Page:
Parisian Street Artist LUDO brought "Nature's Revenge" to the US this month and his eye-popping surreal wheat-pasted creations are now on walls in New York, Chicago and Los Angeles. By combining weaponry with insects and plants into hybrids, LUDO is using this ongoing series to draw attention to how we are messing with nature in ways we never have in an unquestioning way and at our own peril.
LUDO in Chicago (photo © Jaime Rojo)
From biotech to nanotech to robotics to remote controlled drones, the face of war is sold with branding and a sizzling "wow" factor, accompanied by vague assurances that these developments are necessary to protect us good guys from the bad ones. From the perspective of this ongoing "Nature's Revenge" series, our romance with all things shiny and futuristic is quickly morphing out of our control and it's likely to come back and bite us, or worse.
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Using a reliably greyscale, white, and acid green palette, LUDO's high-tech hybrids are alternately frightening and amusing, and even super cool. While a Freddy Kruger facemask is obviously symbolic, it's pairing with a mechanical daisy is unnerving. The wheat paste of a tarantular top-loaded missile delivery device is laughable until you see the video of unstoppable multi-limbed all terrain "big dog" robots being developed to do the same thing. Even the bunch of grape skulls seems sort of blunt until you think of what we're now learning about irradiation, pesticides, and genetically modified foods. Taken as a whole LUDO's work is one of the more message-driven on the street today and is another example of the new narrative-driven story telling we continue to witness in Street Art. Luckily, it's also visually compelling.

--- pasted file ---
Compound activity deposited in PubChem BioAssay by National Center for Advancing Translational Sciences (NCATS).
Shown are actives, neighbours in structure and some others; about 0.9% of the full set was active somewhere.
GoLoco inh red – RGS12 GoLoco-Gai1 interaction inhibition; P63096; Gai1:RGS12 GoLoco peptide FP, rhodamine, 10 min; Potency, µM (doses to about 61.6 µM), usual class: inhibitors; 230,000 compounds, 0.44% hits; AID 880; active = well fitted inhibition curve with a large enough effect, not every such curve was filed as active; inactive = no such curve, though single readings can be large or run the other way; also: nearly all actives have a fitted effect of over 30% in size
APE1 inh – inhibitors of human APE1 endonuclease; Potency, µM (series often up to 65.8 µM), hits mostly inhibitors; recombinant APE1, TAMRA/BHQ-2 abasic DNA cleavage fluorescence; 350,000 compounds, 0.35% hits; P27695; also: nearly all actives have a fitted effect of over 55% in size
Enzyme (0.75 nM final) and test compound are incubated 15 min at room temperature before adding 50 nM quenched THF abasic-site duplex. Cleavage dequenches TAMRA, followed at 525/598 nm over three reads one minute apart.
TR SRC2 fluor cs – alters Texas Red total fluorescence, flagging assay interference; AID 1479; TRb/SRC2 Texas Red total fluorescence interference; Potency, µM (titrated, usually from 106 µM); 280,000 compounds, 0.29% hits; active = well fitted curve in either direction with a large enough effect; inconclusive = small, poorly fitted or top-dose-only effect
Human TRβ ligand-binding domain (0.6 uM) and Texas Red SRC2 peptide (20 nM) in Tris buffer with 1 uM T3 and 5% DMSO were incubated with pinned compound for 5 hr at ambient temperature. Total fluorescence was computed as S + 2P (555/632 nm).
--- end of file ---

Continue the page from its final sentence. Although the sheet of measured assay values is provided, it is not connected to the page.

In LA Ludo installed work with Daniel Lahoda for LA FreeWalls, C.A.V.E. Gallery, and with curation by BSA. Special thanks to Daniel for his total support, hospitality, and vision.
In Chicago special thanks to Nick and Seth from Pawn Works Gallery and to Brock for making this happen and for providing the wheels and the good company.
This posting originally appeared on Brooklyn Street Art
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